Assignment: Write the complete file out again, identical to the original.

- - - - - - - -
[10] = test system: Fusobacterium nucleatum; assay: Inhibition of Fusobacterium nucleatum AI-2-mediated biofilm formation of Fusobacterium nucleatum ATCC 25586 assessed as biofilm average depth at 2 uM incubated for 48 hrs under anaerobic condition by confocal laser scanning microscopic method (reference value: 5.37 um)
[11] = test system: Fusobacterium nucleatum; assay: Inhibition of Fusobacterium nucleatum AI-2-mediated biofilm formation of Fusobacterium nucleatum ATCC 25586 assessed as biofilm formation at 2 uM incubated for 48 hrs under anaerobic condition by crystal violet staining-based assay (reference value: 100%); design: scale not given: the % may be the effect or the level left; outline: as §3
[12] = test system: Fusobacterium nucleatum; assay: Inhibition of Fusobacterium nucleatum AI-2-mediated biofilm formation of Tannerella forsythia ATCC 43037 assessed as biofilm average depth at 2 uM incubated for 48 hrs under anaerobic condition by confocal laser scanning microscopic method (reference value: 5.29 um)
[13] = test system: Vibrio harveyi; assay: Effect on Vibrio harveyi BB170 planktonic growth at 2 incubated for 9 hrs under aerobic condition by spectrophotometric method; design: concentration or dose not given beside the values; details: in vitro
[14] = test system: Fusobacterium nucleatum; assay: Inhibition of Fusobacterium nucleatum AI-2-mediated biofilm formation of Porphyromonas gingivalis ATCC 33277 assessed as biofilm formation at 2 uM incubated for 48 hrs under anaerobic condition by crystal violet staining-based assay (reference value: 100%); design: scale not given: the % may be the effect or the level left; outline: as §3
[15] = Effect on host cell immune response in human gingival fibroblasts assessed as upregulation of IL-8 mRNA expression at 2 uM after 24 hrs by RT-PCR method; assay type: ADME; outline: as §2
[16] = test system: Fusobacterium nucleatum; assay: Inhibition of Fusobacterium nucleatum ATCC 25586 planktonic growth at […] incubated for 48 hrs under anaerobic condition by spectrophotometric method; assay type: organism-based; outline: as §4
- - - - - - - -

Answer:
[10] = test system: Fusobacterium nucleatum; assay: Inhibition of Fusobacterium nucleatum AI-2-mediated biofilm formation of Fusobacterium nucleatum ATCC 25586 assessed as biofilm average depth at 2 uM incubated for 48 hrs under anaerobic condition by confocal laser scanning microscopic method (reference value: 5.37 um)
[11] = test system: Fusobacterium nucleatum; assay: Inhibition of Fusobacterium nucleatum AI-2-mediated biofilm formation of Fusobacterium nucleatum ATCC 25586 assessed as biofilm formation at 2 uM incubated for 48 hrs under anaerobic condition by crystal violet staining-based assay (reference value: 100%); design: scale not given: the % may be the effect or the level left; outline: as §3
[12] = test system: Fusobacterium nucleatum; assay: Inhibition of Fusobacterium nucleatum AI-2-mediated biofilm formation of Tannerella forsythia ATCC 43037 assessed as biofilm average depth at 2 uM incubated for 48 hrs under anaerobic condition by confocal laser scanning microscopic method (reference value: 5.29 um)
[13] = test system: Vibrio harveyi; assay: Effect on Vibrio harveyi BB170 planktonic growth at 2 incubated for 9 hrs under aerobic condition by spectrophotometric method; design: concentration or dose not given beside the values; details: in vitro
[14] = test system: Fusobacterium nucleatum; assay: Inhibition of Fusobacterium nucleatum AI-2-mediated biofilm formation of Porphyromonas gingivalis ATCC 33277 assessed as biofilm formation at 2 uM incubated for 48 hrs under anaerobic condition by crystal violet staining-based assay (reference value: 100%); design: scale not given: the % may be the effect or the level left; outline: as §3
[15] = Effect on host cell immune response in human gingival fibroblasts assessed as upregulation of IL-8 mRNA expression at 2 uM after 24 hrs by RT-PCR method; assay type: ADME; outline: as §2
[16] = test system: Fusobacterium nucleatum; assay: Inhibition of Fusobacterium nucleatum ATCC 25586 planktonic growth at […] incubated for 48 hrs under anaerobic condition by spectrophotometric method; assay type: organism-based; outline: as §4